After almost 13 months of negotiation and agreement on key issues, it would appear that some ILWU members’ patience has run out, as industrial actions shut down or severely impacted operations at the ports of Los Angeles, Oakland, Tacoma, Seattle and Hueneme last week.
Reports in US trade press suggest that negotiations between the ILWU union and employers, represented by the Pacific Maritime Association (PMA), deteriorated over wages, with workers not showing up at some terminals beginning last Thursday night, halting operations and impacting cargo flows at other facilities.
The PMA has accused the ILWU of disrupting operations to leverage negotiations, which commenced last May, while the LWU described the absences as workers expressing their frustration over the lack of progress in the talks with the PMA.
Ray Cordero, Executive Director of the port of Long Beach, urged the ILWU and the PMA “to continue negotiating in good faith toward a fair agreement”, while ILWU’s International President Willie Adams said talks have “not broken down” and that the union “aren’t going to settle for an economic package that doesn’t recognise the heroic efforts and personal sacrifices of the ILWU workforce that lifted the shipping industry to record profits.”
While the workers’ actions are not formal industrial action and most ports reopened on Monday, there are fears that stoppages could restart and even extend to other West Coast ports, if rank-and-file ILWU members become disillusioned with the labour contract negotiations.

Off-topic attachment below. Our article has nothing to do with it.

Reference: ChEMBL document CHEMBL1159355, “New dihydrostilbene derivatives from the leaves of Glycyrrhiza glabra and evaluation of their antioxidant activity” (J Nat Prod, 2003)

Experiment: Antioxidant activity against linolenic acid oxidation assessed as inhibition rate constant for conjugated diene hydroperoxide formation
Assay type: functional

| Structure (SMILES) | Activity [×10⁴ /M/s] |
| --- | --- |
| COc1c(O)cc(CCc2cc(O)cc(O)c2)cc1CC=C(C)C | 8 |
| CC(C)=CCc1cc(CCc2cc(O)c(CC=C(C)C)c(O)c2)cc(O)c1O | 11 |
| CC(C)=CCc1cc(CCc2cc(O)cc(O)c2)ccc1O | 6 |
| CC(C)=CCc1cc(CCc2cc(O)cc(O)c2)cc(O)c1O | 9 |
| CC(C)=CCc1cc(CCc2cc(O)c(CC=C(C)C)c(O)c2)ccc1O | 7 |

Shippers, that had shifted cargo to other gateways to avoid labour-linked disruption, had begun to switch volumes back, with LA and Oakland reported rising volumes in the past months, and while last week’s disruptions may have been expected to slow down further shifts to the West Coast, developments on the Panama Canal may make shippers cautious about using the East Coast.
Water levels in the watercourses that feed into the Panama Canal’s locks are far below normal, due to drought, resulting in draught limits and rising surcharges for container ships traversing the canal.
The canal authority has steadily reduced draft levels since February, which means the largest ships must take fewer containers overall or cherry-pick lower-weight containers.
If water levels keep falling as forecast (to all-time lows) the market reaction will be higher shipping rates and a scramble to find alternative routes from Asia.
If you are shipping to, or importing through, the West Coast and have any concerns we can review your situation and, if necessary, prepare contingency plans to protect your supply chains.
There are alternative access ports in Canada, the Gulf and on the East Coast and with a collaborative approach, we will provide the best options to ensure that your supply chain expectations are met.
To learn how we can support your trade with the United States, or to learn more about our ocean solutions, please EMAIL our Chief Commercial Officer, Andy Smith.